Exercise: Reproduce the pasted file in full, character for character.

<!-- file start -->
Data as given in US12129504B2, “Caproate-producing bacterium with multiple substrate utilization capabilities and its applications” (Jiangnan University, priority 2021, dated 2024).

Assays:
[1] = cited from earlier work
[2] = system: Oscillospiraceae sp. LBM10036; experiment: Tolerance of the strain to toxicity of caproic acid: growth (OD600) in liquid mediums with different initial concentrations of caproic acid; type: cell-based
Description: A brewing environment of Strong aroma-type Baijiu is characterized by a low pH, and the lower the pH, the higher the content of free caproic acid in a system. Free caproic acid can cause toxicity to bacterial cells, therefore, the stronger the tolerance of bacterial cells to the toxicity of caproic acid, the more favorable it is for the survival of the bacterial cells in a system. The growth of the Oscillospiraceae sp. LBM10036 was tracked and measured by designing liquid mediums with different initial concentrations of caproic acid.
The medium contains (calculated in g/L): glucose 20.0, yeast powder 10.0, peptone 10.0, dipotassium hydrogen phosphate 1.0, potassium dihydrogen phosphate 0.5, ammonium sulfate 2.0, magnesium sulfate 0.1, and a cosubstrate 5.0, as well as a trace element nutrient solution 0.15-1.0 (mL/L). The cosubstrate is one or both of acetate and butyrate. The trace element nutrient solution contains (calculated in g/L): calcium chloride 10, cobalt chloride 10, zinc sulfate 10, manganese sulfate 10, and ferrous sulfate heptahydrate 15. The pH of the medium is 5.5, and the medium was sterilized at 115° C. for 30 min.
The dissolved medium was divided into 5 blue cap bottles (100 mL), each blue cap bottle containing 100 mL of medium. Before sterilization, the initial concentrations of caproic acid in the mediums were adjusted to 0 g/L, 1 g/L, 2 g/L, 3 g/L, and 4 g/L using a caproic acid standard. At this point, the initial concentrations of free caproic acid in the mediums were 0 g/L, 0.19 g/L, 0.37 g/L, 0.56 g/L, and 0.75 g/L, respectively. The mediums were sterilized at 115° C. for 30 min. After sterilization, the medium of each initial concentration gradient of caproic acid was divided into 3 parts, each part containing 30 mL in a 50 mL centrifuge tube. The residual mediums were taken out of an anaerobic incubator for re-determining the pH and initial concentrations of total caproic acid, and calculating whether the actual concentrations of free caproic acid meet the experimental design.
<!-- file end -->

Data as given in US12129504B2, “Caproate-producing bacterium with multiple substrate utilization capabilities and its applications” (Jiangnan University, priority 2021, dated 2024).

Assays:
[1] = cited from earlier work
[2] = system: Oscillospiraceae sp. LBM10036; experiment: Tolerance of the strain to toxicity of caproic acid: growth (OD600) in liquid mediums with different initial concentrations of caproic acid; type: cell-based
Description: A brewing environment of Strong aroma-type Baijiu is characterized by a low pH, and the lower the pH, the higher the content of free caproic acid in a system. Free caproic acid can cause toxicity to bacterial cells, therefore, the stronger the tolerance of bacterial cells to the toxicity of caproic acid, the more favorable it is for the survival of the bacterial cells in a system. The growth of the Oscillospiraceae sp. LBM10036 was tracked and measured by designing liquid mediums with different initial concentrations of caproic acid.
The medium contains (calculated in g/L): glucose 20.0, yeast powder 10.0, peptone 10.0, dipotassium hydrogen phosphate 1.0, potassium dihydrogen phosphate 0.5, ammonium sulfate 2.0, magnesium sulfate 0.1, and a cosubstrate 5.0, as well as a trace element nutrient solution 0.15-1.0 (mL/L). The cosubstrate is one or both of acetate and butyrate. The trace element nutrient solution contains (calculated in g/L): calcium chloride 10, cobalt chloride 10, zinc sulfate 10, manganese sulfate 10, and ferrous sulfate heptahydrate 15. The pH of the medium is 5.5, and the medium was sterilized at 115° C. for 30 min.
The dissolved medium was divided into 5 blue cap bottles (100 mL), each blue cap bottle containing 100 mL of medium. Before sterilization, the initial concentrations of caproic acid in the mediums were adjusted to 0 g/L, 1 g/L, 2 g/L, 3 g/L, and 4 g/L using a caproic acid standard. At this point, the initial concentrations of free caproic acid in the mediums were 0 g/L, 0.19 g/L, 0.37 g/L, 0.56 g/L, and 0.75 g/L, respectively. The mediums were sterilized at 115° C. for 30 min. After sterilization, the medium of each initial concentration gradient of caproic acid was divided into 3 parts, each part containing 30 mL in a 50 mL centrifuge tube. The residual mediums were taken out of an anaerobic incubator for re-determining the pH and initial concentrations of total caproic acid, and calculating whether the actual concentrations of free caproic acid meet the experimental design.